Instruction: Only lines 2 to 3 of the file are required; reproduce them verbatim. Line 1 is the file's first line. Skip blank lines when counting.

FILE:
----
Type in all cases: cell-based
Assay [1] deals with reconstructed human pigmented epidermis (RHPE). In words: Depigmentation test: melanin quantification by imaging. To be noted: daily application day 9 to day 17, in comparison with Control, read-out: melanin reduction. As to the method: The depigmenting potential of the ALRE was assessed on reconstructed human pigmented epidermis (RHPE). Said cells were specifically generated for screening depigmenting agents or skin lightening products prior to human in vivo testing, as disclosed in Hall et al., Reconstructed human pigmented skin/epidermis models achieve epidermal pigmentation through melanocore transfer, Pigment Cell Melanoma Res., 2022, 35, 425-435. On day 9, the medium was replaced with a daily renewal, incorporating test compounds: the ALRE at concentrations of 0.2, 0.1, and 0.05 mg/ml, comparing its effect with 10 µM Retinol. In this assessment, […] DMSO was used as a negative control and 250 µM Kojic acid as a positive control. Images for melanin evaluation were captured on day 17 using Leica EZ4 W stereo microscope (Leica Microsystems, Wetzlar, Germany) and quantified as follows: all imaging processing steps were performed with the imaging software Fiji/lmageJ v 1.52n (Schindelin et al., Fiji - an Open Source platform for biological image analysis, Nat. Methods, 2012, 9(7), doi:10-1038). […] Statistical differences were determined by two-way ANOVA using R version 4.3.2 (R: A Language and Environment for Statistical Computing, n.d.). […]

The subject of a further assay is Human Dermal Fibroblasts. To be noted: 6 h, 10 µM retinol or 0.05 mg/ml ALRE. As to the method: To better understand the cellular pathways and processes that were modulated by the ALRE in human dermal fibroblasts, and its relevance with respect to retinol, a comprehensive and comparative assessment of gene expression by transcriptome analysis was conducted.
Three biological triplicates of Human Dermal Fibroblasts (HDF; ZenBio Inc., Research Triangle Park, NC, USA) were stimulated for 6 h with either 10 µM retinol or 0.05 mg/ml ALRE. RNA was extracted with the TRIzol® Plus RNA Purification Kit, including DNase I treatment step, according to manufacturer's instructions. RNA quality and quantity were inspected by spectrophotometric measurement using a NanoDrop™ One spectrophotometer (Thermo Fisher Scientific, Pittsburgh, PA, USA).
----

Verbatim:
Assay [1] deals with reconstructed human pigmented epidermis (RHPE). In words: Depigmentation test: melanin quantification by imaging. To be noted: daily application day 9 to day 17, in comparison with Control, read-out: melanin reduction. As to the method: The depigmenting potential of the ALRE was assessed on reconstructed human pigmented epidermis (RHPE). Said cells were specifically generated for screening depigmenting agents or skin lightening products prior to human in vivo testing, as disclosed in Hall et al., Reconstructed human pigmented skin/epidermis models achieve epidermal pigmentation through melanocore transfer, Pigment Cell Melanoma Res., 2022, 35, 425-435. On day 9, the medium was replaced with a daily renewal, incorporating test compounds: the ALRE at concentrations of 0.2, 0.1, and 0.05 mg/ml, comparing its effect with 10 µM Retinol. In this assessment, […] DMSO was used as a negative control and 250 µM Kojic acid as a positive control. Images for melanin evaluation were captured on day 17 using Leica EZ4 W stereo microscope (Leica Microsystems, Wetzlar, Germany) and quantified as follows: all imaging processing steps were performed with the imaging software Fiji/lmageJ v 1.52n (Schindelin et al., Fiji - an Open Source platform for biological image analysis, Nat. Methods, 2012, 9(7), doi:10-1038). […] Statistical differences were determined by two-way ANOVA using R version 4.3.2 (R: A Language and Environment for Statistical Computing, n.d.). […]

The subject of a further assay is Human Dermal Fibroblasts. To be noted: 6 h, 10 µM retinol or 0.05 mg/ml ALRE. As to the method: To better understand the cellular pathways and processes that were modulated by the ALRE in human dermal fibroblasts, and its relevance with respect to retinol, a comprehensive and comparative assessment of gene expression by transcriptome analysis was conducted.